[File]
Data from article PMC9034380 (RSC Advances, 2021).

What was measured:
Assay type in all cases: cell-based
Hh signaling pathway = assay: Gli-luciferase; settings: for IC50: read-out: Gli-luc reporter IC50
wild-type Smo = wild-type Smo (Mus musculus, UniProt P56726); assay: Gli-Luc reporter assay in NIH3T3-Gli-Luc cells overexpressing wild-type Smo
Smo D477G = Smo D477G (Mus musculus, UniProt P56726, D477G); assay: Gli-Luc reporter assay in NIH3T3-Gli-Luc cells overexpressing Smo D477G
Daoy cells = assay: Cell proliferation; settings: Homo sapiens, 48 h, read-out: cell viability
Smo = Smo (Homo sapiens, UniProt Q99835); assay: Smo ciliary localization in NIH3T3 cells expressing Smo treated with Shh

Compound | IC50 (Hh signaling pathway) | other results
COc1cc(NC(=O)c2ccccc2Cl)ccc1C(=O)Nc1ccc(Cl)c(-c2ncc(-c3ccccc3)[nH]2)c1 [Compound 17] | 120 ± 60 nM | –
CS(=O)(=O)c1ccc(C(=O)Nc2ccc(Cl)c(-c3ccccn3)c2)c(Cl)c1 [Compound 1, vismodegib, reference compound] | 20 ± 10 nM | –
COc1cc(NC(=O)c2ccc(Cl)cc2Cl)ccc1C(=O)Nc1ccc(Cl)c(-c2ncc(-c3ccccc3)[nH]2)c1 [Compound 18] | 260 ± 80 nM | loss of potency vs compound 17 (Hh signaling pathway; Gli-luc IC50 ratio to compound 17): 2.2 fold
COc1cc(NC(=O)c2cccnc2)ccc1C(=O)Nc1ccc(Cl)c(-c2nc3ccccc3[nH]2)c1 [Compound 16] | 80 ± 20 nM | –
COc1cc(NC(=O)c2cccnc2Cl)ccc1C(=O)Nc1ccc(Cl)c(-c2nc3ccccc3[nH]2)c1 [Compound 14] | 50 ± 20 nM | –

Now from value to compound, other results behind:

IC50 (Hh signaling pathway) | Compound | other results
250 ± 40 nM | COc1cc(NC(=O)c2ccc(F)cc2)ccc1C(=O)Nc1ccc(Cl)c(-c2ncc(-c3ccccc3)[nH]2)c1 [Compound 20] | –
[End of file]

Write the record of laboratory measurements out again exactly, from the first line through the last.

Data from article PMC9034380 (RSC Advances, 2021).

What was measured:
Assay type in all cases: cell-based
Hh signaling pathway = assay: Gli-luciferase; settings: for IC50: read-out: Gli-luc reporter IC50
wild-type Smo = wild-type Smo (Mus musculus, UniProt P56726); assay: Gli-Luc reporter assay in NIH3T3-Gli-Luc cells overexpressing wild-type Smo
Smo D477G = Smo D477G (Mus musculus, UniProt P56726, D477G); assay: Gli-Luc reporter assay in NIH3T3-Gli-Luc cells overexpressing Smo D477G
Daoy cells = assay: Cell proliferation; settings: Homo sapiens, 48 h, read-out: cell viability
Smo = Smo (Homo sapiens, UniProt Q99835); assay: Smo ciliary localization in NIH3T3 cells expressing Smo treated with Shh

Compound | IC50 (Hh signaling pathway) | other results
COc1cc(NC(=O)c2ccccc2Cl)ccc1C(=O)Nc1ccc(Cl)c(-c2ncc(-c3ccccc3)[nH]2)c1 [Compound 17] | 120 ± 60 nM | –
CS(=O)(=O)c1ccc(C(=O)Nc2ccc(Cl)c(-c3ccccn3)c2)c(Cl)c1 [Compound 1, vismodegib, reference compound] | 20 ± 10 nM | –
COc1cc(NC(=O)c2ccc(Cl)cc2Cl)ccc1C(=O)Nc1ccc(Cl)c(-c2ncc(-c3ccccc3)[nH]2)c1 [Compound 18] | 260 ± 80 nM | loss of potency vs compound 17 (Hh signaling pathway; Gli-luc IC50 ratio to compound 17): 2.2 fold
COc1cc(NC(=O)c2cccnc2)ccc1C(=O)Nc1ccc(Cl)c(-c2nc3ccccc3[nH]2)c1 [Compound 16] | 80 ± 20 nM | –
COc1cc(NC(=O)c2cccnc2Cl)ccc1C(=O)Nc1ccc(Cl)c(-c2nc3ccccc3[nH]2)c1 [Compound 14] | 50 ± 20 nM | –

Now from value to compound, other results behind:

IC50 (Hh signaling pathway) | Compound | other results
250 ± 40 nM | COc1cc(NC(=O)c2ccc(F)cc2)ccc1C(=O)Nc1ccc(Cl)c(-c2ncc(-c3ccccc3)[nH]2)c1 [Compound 20] | –